Dear UNCCD Focal Points and Stakeholders, Women hold a vital stake in the health of the land, yet often don't have control over it. Across the world, women face significant barriers in securing land rights, limiting their ability to thrive and prosper. And when land becomes degraded and water is scarce, women are often the worst affected. The global focus of the 2023 Desertification and Drought Day is on women’s land rights— essential for achieving the interconnected global goals on gender equality and land degradation neutrality by 2030 as well as advancing other Sustainable Development Goals. Under the slogan “Her Land, Her Rights”, this year’s Desertification and Drought Day will send a strong message that investing in women’s equal access to land and related assets is a direct investment in their own future and the future of humanity. This year’s global observance of Desertification and Drought Day will be held at the United Nations Headquarters in New York, with events taking place in all parts of the world. I count on your strong support to reach out to people and communities about the key role of gender equality in the sustainable future of land. You will find the announcement and background note in all UN languages on the 2023 Desertification and Drought Day webpage. I also invite you to support the campaign “Women, Girls and Land” that seeks to promote successful examples of women’s contributions to sustainable land management and mobilize action for stronger female leadership in combatting desertification, land degradation and drought. Visit https://www.unccd.int/land-and-life/gender/herland to learn more. Please send your plans for the observance event to email@example.com, so that we can feature your activities on the UNCCD website. Further information will be shared in due course. Should you have any questions, please contact Ms. Xenya Scanlon, Chief of Communications, External Relations and Partnerships. On this year’s Desertification and Drought Day, let us unite our efforts to recognize and empower women and girls to be at the forefront of global land restoration and drought resilience efforts.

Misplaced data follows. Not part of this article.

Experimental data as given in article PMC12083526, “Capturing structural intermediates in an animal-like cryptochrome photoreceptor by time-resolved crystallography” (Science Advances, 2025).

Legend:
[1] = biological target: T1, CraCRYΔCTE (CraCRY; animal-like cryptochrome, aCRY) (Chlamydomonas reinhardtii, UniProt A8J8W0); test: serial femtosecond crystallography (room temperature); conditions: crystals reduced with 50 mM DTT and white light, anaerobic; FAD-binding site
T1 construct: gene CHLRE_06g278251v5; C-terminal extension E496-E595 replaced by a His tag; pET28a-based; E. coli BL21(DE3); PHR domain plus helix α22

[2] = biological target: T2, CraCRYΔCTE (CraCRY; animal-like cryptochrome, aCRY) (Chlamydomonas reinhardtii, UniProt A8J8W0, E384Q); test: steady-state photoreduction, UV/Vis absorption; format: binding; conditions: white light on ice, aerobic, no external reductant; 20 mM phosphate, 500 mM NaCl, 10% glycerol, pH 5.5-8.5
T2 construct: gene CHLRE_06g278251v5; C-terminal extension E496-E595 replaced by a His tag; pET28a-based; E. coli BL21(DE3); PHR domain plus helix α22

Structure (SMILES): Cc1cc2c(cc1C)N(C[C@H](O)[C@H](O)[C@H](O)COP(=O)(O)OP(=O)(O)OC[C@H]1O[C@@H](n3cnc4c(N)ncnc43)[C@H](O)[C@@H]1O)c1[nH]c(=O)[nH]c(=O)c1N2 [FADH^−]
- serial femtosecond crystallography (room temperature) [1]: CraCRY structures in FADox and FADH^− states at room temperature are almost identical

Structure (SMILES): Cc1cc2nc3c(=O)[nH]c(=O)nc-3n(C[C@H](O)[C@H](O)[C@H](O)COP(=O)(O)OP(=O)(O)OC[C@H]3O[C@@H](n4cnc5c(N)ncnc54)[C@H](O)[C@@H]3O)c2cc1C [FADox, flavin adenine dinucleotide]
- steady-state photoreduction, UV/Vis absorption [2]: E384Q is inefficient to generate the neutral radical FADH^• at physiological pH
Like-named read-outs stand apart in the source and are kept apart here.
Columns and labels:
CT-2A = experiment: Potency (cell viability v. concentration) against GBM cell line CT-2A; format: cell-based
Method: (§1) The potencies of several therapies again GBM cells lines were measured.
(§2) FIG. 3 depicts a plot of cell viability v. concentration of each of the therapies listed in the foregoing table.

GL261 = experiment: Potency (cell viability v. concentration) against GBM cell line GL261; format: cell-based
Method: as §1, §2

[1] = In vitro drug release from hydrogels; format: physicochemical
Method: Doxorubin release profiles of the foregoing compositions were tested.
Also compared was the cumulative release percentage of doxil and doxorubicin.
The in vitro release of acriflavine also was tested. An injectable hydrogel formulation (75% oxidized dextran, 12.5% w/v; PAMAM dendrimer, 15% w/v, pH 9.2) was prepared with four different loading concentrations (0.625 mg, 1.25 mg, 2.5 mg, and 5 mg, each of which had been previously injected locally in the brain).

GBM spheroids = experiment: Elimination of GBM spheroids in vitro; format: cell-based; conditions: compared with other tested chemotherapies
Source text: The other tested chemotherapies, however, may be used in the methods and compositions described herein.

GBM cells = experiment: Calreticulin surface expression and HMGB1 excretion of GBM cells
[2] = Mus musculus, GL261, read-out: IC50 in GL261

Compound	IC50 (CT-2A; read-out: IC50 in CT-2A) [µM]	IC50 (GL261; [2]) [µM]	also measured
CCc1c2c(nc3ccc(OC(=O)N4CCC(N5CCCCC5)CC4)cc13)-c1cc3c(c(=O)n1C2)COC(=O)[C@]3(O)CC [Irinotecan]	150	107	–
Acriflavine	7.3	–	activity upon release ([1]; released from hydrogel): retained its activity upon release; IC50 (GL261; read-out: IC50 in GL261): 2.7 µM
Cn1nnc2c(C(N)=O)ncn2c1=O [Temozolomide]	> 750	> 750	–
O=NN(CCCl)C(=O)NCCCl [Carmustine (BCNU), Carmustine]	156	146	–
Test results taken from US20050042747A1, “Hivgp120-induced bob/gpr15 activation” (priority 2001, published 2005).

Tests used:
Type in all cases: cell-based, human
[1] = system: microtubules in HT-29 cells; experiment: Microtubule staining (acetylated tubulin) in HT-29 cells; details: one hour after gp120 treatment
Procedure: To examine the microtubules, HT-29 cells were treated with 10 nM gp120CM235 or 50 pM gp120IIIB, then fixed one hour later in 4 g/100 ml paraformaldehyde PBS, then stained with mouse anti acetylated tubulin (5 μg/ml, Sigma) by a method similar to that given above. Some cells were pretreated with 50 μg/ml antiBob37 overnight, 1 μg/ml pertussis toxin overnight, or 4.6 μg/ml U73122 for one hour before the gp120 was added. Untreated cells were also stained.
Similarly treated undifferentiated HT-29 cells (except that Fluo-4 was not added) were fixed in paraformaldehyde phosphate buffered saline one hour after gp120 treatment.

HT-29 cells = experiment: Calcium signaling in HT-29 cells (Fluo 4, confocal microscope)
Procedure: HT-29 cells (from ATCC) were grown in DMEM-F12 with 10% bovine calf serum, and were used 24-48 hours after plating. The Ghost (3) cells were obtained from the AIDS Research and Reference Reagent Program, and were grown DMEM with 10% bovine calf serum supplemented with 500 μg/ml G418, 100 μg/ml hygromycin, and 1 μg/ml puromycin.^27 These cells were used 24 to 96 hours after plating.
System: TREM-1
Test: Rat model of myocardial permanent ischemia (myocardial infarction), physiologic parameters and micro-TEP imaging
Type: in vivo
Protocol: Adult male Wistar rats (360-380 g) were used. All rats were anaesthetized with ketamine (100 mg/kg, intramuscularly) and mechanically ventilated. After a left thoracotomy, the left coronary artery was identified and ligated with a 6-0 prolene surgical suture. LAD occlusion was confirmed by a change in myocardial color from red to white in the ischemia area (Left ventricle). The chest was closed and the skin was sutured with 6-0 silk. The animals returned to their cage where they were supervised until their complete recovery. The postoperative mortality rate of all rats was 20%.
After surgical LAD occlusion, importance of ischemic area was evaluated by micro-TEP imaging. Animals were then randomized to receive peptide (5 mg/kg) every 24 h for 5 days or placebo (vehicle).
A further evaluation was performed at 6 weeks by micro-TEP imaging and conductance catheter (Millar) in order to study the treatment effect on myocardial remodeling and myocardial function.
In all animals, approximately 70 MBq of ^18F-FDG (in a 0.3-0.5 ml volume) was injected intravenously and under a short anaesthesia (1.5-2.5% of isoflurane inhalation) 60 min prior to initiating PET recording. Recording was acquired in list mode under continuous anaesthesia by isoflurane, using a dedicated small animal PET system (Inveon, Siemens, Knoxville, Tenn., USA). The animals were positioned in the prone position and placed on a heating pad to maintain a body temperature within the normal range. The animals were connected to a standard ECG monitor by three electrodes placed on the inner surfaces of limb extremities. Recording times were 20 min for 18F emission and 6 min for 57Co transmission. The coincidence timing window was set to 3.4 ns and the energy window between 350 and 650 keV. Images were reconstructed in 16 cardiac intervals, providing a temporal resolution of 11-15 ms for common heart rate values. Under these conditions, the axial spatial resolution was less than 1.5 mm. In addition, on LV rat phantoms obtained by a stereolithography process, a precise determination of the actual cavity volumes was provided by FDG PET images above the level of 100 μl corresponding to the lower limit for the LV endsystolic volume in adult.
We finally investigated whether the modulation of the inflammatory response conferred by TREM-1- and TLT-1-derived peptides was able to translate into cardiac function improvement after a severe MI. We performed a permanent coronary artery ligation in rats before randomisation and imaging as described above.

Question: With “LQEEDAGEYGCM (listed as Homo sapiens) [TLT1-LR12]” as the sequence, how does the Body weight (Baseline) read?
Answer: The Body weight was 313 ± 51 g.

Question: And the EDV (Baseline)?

Abidjan, Côte d'Ivoire - On the invitation of UNCCD COP15 President Alain Richard Donwahi, the members of the COP15 Bureau held their second meeting on 1 March 2023 in Abidjan. This meeting was an opportunity to take stock of what has been achieved since the first COP15 Bureau meeting in Bonn in October 2022 and identify the next steps in the lead up to UNCCD COP16 in 2024. In his opening remarks, COP15 President Donwahi congratulated stakeholders who are working to realize the commitments made at COP15 and pledged his support. “My focus this year will be on supporting the UNCCD Executive Secretary in the implementation of many regional initiatives that aim at fighting drought and land degradation such as the Great Green Wall Initiative, the Middle East Green Initiative and the International Drought Resilience Alliance, but also major projects within the five regional annexes, he said. UNCCD Executive Secretary Ibrahim Thiaw stressed that much progress has been made since the COP: “Our beating of the 'drought and land restoration' drums seem to be bearing fruit. Let's continue to work towards a sustainable future for all,” he said. Executive Secretary Thiaw also gave an update on the activities of the Secretariat and of the intersessional working groups, which are working to respond to the mandate given by UNCCD Parties at COP15. Already, 115 Parties have submitted their national reports, which will be considered at CRIC21 session, scheduled to take place in Samarkand (Uzbekistan) in October 2023. COP15 Bureau members expressed their satisfaction with the progress made and readiness to continue the fight to mitigate the effects of land degradation and drought together.